The role of continuous topical oxygen therapy as an adjunctive treatment in non-healing chronic wounds: a South African perspective



non-healing wounds, topical oxygen therapy


Background: This study aims to investigate the impact of continuous topical oxygen therapy (cTOT) as an adjunct to routine standard of care (SoC) in several patients with chronic, hard-to-heal wounds at the Wound Management Centre in Pretoria, South Africa.

Patients and methods: Patients with non-healing wounds lasting more than 30 days without active, untreated infection or osteomyelitis were included in this study. Following review and informed consent, patient, wound, and pain assessments (numeric rating scale, NRS) were performed. The cTOT system (cTOT, NATROX® O2 wound therapy) was applied to the wound and covered with an appropriate secondary dressing. Wound assessments and dressing changes were performed weekly until healing was achieved.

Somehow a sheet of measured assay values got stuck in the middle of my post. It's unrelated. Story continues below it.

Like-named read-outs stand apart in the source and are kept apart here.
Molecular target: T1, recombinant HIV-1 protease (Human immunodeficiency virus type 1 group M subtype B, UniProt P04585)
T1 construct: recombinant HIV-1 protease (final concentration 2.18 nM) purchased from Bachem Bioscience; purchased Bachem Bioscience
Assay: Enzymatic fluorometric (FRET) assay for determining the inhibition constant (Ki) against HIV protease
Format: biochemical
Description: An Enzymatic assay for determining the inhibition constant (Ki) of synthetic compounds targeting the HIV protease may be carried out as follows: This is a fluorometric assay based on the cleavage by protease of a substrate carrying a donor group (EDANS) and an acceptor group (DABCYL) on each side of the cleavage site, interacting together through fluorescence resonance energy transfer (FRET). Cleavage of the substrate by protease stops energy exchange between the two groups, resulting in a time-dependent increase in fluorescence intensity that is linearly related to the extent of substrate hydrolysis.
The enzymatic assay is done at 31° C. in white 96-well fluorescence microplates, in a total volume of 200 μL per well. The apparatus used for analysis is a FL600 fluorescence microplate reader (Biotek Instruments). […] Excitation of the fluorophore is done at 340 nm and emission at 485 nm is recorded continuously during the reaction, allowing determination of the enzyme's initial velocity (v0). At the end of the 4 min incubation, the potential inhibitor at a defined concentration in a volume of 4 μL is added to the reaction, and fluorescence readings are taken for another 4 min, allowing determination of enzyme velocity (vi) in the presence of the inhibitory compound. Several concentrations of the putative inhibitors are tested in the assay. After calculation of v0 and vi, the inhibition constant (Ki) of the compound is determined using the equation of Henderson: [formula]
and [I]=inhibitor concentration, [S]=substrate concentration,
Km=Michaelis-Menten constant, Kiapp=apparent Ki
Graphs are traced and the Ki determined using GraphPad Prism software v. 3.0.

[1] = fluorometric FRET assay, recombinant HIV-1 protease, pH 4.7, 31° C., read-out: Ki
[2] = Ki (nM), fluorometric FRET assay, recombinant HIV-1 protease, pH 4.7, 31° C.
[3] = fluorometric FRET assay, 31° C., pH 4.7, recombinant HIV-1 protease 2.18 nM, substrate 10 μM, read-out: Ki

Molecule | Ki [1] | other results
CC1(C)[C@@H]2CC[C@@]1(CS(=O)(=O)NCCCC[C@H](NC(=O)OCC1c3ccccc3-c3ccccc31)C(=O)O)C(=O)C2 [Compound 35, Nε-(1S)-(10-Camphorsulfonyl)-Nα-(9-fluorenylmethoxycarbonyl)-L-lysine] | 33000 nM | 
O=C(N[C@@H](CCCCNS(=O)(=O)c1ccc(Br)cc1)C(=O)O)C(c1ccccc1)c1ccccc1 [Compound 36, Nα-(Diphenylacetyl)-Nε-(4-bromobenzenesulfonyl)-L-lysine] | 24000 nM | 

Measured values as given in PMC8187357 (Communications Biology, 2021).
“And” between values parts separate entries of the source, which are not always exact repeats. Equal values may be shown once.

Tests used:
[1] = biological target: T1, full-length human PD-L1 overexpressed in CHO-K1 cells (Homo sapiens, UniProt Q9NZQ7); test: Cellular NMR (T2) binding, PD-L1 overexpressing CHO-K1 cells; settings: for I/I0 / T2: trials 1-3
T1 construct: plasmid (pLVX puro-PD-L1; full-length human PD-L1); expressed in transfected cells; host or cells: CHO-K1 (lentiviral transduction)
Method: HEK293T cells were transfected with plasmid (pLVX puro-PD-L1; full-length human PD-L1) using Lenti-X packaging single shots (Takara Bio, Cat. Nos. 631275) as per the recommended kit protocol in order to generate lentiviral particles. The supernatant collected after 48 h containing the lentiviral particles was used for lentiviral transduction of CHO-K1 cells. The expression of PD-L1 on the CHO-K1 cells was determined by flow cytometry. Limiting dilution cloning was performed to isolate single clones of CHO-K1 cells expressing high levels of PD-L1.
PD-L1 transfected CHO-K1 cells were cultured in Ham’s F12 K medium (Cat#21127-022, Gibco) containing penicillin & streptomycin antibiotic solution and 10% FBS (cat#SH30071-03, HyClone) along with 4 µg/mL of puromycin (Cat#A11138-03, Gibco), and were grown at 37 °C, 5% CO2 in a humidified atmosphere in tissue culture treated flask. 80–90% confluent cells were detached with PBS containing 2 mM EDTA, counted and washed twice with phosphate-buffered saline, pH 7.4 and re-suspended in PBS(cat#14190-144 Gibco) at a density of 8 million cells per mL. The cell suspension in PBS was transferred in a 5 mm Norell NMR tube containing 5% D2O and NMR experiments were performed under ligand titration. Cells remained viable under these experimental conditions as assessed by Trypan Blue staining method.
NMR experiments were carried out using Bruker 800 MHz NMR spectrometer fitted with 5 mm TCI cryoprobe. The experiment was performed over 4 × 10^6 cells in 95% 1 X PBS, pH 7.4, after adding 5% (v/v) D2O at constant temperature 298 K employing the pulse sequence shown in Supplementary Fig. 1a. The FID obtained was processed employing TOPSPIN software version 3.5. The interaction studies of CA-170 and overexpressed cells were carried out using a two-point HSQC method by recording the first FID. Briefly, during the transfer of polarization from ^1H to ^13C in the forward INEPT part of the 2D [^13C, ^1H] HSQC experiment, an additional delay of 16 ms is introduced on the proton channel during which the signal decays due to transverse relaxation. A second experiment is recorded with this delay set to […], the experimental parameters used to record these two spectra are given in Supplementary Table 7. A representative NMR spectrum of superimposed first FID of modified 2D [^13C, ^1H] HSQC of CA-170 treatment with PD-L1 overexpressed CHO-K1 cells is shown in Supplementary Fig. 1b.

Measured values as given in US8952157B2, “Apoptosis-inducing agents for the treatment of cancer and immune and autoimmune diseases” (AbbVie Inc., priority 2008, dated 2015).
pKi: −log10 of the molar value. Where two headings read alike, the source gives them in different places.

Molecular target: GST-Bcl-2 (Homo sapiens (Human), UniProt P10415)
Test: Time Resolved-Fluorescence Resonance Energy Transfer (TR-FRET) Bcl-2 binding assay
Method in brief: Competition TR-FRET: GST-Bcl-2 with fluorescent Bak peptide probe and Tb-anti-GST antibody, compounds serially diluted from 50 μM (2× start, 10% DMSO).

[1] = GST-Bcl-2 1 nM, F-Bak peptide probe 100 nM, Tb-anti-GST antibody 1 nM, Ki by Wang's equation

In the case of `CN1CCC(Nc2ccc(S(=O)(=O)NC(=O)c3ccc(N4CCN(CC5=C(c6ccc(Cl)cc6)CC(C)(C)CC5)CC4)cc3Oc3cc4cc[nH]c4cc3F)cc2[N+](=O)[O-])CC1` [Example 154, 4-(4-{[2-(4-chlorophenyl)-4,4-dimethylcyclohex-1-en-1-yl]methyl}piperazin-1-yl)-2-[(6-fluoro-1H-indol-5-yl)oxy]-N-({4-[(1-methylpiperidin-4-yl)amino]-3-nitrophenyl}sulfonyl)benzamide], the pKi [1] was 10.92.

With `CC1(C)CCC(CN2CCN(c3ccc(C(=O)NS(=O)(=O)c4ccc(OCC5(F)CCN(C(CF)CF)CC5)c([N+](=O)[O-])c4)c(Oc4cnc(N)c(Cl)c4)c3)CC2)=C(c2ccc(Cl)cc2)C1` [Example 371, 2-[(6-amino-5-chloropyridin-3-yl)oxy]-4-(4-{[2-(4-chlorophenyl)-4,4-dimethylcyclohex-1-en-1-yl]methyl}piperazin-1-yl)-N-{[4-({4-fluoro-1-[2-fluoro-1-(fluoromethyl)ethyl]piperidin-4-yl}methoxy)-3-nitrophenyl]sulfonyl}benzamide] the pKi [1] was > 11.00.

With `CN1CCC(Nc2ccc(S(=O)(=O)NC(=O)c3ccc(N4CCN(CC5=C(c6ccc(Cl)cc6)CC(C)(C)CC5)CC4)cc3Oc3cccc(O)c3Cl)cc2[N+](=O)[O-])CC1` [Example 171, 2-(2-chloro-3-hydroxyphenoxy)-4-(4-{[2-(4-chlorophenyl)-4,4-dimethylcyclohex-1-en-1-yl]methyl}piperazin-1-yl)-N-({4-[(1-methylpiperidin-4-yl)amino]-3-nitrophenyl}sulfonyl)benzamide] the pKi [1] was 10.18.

Results: A total of 14 patients received cTOT. Two patients were lost to follow-up, and one failed to return to the clinic after eight weeks of treatment; however, data from that point were included. Six wounds healed within a mean duration of 11.7 weeks. The diabetic foot ulcer (DFU, Texas grade 2B, patient 4) took the longest time to heal (17 weeks), whereas the fastest healing was seen in a venous ulcer (VU) reported to heal in just six weeks, despite a duration of seven months before cTOT. The mean area reduction across the 12 wounds was 78.6%. The NRS pain score was shown to reduce in 5/6 wounds by 3.2 points on average (2–4 range).

Conclusion: cTOT proved to be a valuable adjunct to help improve wound healing and reduce pain in these challenging wounds in South Africa, highlighting the possible benefit of access to this therapy for patients with chronic, non-healing wounds in the region.

Author Biographies

L Naude, Eloquent Advanced Wound Management Centre

Eloquent Advanced Wound Management Centre, South Africa

W Cole, Kent State University

College of Podiatric Medicine, Kent State University, United States of America and NATROX Wound Care, United Kingdom

E Woodmansey, NATROX Wound Care

NATROX Wound Care, United Kingdom






Original Research